Throughout Shakespeare’s Macbeth it becomes evident that Macbeth’s demise as the tragic hero occurs as a consequence of his own actions. Macbeth examines themes of overarching ambition, changing and controlling fate, and disruptions in the natural order. These ideas are exemplified through Macbeth’s characterisation as the tragic hero, through the emphasis that is placed upon his hamartia and through the evidence of his attempts to change his fate. This is supported through Act 1, Scene 7 as Macbeth encounters the witches and his fatal flaw is exposed, throughout Act 3 as the disparity of Macbeth’s morality and psychological state progressively declines, resulting in his eventual demise
To concluded, Macbeth through the whole play you can see his desire rising more and more. The witches’ prophecy dud wrong to Macbeth and made him ending up in a bad place which its death. Ambition didn’t leave anything good him. He committed murders and even lead him to lose everything he
What is ambition? Ambition is the determination to achieve one’s goals. In the play Macbeth by William Shakespeare the protagonist, Macbeth, possesses ambition, which led to his downfall. In the play Macbeth’s ambition is driven by prophecies from witches and his wife’s aspiration. Ambition caused Macbeth to commit multiple homicides and after those wrongdoings Macbeth is left with nothing. At the end of the play, Macbeth’s ambition caused him to lose Lady Macbeth to suicide and to no longer have moral sense. Ambition led to Macbeth’s downfall because Lady Macbeth and the witches caused him to make brainless decisions that caused his collapse.
Ambition is a powerful force and is a common motif. While ambition does positively benefit the wielder by giving them the necessary will and motivation to pursue after their goals and dreams, it can also harm those around the person. In doing so, the person themselves is also harmed. In Macbeth, by William Shakespeare, it is clearly shown how ambition’s negative impact on others plays into the harm it beings on the wielder.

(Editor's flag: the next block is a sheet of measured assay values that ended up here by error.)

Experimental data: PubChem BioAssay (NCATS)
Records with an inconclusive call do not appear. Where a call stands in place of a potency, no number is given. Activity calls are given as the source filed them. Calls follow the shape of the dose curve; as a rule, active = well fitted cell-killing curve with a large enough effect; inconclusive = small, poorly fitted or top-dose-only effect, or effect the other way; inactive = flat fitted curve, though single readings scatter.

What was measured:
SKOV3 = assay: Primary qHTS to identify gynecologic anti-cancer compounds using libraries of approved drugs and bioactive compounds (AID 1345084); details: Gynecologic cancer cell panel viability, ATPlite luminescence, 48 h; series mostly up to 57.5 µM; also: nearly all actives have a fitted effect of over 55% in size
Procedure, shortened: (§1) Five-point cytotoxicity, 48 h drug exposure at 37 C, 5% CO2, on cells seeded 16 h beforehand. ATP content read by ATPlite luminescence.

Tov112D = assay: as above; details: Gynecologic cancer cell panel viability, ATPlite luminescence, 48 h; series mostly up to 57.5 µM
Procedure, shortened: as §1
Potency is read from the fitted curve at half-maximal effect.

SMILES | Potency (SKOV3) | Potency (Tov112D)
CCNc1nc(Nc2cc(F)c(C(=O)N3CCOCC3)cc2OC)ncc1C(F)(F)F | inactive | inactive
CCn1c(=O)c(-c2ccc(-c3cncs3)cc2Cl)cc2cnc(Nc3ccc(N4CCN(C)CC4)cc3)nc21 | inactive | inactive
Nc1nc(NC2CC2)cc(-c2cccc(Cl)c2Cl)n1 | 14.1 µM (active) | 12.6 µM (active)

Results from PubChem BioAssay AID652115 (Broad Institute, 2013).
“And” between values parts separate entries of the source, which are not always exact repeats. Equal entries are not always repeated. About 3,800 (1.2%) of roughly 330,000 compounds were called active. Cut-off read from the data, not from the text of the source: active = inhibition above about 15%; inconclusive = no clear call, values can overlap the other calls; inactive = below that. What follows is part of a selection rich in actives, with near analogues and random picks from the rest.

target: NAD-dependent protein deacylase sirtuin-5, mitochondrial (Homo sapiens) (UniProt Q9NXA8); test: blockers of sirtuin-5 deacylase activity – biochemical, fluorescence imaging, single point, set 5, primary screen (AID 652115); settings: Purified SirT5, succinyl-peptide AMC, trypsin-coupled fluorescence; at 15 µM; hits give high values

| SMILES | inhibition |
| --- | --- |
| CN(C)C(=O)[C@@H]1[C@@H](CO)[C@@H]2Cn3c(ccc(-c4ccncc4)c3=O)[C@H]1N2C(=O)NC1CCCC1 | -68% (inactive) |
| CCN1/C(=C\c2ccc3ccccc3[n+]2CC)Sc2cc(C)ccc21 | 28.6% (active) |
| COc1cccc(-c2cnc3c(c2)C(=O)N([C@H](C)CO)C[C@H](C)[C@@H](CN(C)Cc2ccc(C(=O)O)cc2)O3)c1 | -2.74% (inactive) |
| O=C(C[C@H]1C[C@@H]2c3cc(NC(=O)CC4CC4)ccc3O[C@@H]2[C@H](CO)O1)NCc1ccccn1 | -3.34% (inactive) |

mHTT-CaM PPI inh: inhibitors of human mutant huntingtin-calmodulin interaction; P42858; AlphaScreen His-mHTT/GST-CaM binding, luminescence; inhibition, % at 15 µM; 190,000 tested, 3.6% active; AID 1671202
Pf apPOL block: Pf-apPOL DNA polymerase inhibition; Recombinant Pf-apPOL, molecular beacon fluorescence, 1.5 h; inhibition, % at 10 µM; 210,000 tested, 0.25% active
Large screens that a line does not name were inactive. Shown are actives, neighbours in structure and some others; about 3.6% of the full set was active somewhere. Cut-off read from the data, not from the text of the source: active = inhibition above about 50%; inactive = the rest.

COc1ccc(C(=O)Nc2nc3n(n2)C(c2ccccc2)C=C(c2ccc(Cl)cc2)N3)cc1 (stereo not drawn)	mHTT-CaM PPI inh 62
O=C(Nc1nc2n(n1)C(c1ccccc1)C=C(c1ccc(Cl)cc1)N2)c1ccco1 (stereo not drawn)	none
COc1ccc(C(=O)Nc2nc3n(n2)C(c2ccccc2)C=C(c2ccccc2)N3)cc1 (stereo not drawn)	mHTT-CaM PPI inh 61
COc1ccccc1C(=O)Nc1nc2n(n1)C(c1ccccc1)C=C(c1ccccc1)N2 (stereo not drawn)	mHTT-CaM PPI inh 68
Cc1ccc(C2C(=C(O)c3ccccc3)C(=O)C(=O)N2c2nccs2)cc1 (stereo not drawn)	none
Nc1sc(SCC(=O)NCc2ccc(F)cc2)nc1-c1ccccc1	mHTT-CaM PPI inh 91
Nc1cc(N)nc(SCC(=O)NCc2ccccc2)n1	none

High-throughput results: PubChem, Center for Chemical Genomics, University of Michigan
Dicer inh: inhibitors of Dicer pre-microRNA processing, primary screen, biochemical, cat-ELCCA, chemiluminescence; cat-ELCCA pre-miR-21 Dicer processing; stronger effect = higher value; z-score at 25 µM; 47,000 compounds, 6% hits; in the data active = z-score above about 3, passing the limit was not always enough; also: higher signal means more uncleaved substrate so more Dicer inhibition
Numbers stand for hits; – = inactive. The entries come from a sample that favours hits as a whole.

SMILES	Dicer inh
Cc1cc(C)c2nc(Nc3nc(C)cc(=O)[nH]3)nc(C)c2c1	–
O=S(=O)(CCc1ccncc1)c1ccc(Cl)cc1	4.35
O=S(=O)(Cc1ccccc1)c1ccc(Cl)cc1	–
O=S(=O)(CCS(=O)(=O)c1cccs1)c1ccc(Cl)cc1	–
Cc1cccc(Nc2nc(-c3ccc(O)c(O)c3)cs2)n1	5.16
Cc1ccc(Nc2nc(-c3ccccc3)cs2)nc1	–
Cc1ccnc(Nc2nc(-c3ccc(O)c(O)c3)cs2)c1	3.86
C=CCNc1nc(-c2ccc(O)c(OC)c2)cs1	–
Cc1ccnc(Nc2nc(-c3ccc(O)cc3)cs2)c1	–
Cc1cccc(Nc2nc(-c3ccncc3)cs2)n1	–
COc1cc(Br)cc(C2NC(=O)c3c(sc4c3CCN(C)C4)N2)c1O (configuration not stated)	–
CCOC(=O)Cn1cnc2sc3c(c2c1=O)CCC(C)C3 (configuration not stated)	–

For many individuals pride is the driving force behind motivation and ambition but when one’s pride gets the best of him or her it can cause the individual to break down and self destruct. Every human has a little pride in them but when that pride becomes selfish and done for personal benefit that is when it can become dangerous, taking focus away from the things that really matter like honor, love, family, friends and integrity. In his play, Macbeth, Shakespeare suggests that if one’s motivation is selfish and pride-driven, eventually honor and integrity are lost leading to one’s destruction.
The tragedy of Macbeth is a story of a man reaping the consequences of selfishness, pride, lust, and, ultimately, greed. Macbeth is greatly honoured in the eyes of King Duncan. He allows the opinions of others and the evil prophecies of sorcery to dictate his attitude and actions. Macbeth commits a series of gruesome deeds, convinced that he will have complete happiness as king. He gets everything he desires, yet is still overwhelmed by the power of paranoia and guilt from his actions. His greed brings temporal joy, but later causes social and mental insanity. Although the fictional tragedy portrays a practical lesson for one’s character, it also has a spiritual application.